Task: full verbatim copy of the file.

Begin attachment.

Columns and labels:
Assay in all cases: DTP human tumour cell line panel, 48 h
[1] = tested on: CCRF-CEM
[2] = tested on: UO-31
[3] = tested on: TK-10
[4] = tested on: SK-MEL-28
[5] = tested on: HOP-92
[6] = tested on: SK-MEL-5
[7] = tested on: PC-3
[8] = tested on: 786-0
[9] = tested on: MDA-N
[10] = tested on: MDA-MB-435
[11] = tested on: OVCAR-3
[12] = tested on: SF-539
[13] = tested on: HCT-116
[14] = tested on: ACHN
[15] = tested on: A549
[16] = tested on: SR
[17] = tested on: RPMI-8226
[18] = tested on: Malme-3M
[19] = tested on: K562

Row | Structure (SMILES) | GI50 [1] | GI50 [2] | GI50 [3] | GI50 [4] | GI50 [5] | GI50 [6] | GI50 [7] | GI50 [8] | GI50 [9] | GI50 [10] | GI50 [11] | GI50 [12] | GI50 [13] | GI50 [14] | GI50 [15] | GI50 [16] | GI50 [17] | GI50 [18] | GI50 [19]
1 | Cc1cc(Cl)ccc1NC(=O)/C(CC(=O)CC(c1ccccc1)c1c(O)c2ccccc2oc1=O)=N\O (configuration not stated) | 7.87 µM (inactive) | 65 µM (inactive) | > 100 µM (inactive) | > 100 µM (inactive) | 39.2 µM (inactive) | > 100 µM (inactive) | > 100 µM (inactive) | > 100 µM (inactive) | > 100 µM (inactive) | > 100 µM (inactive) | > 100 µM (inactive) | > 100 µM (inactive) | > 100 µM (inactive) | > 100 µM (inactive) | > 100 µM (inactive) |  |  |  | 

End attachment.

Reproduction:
Columns and labels:
Assay in all cases: DTP human tumour cell line panel, 48 h
[1] = tested on: CCRF-CEM
[2] = tested on: UO-31
[3] = tested on: TK-10
[4] = tested on: SK-MEL-28
[5] = tested on: HOP-92
[6] = tested on: SK-MEL-5
[7] = tested on: PC-3
[8] = tested on: 786-0
[9] = tested on: MDA-N
[10] = tested on: MDA-MB-435
[11] = tested on: OVCAR-3
[12] = tested on: SF-539
[13] = tested on: HCT-116
[14] = tested on: ACHN
[15] = tested on: A549
[16] = tested on: SR
[17] = tested on: RPMI-8226
[18] = tested on: Malme-3M
[19] = tested on: K562

Row | Structure (SMILES) | GI50 [1] | GI50 [2] | GI50 [3] | GI50 [4] | GI50 [5] | GI50 [6] | GI50 [7] | GI50 [8] | GI50 [9] | GI50 [10] | GI50 [11] | GI50 [12] | GI50 [13] | GI50 [14] | GI50 [15] | GI50 [16] | GI50 [17] | GI50 [18] | GI50 [19]
1 | Cc1cc(Cl)ccc1NC(=O)/C(CC(=O)CC(c1ccccc1)c1c(O)c2ccccc2oc1=O)=N\O (configuration not stated) | 7.87 µM (inactive) | 65 µM (inactive) | > 100 µM (inactive) | > 100 µM (inactive) | 39.2 µM (inactive) | > 100 µM (inactive) | > 100 µM (inactive) | > 100 µM (inactive) | > 100 µM (inactive) | > 100 µM (inactive) | > 100 µM (inactive) | > 100 µM (inactive) | > 100 µM (inactive) | > 100 µM (inactive) | > 100 µM (inactive) |  |  |  | 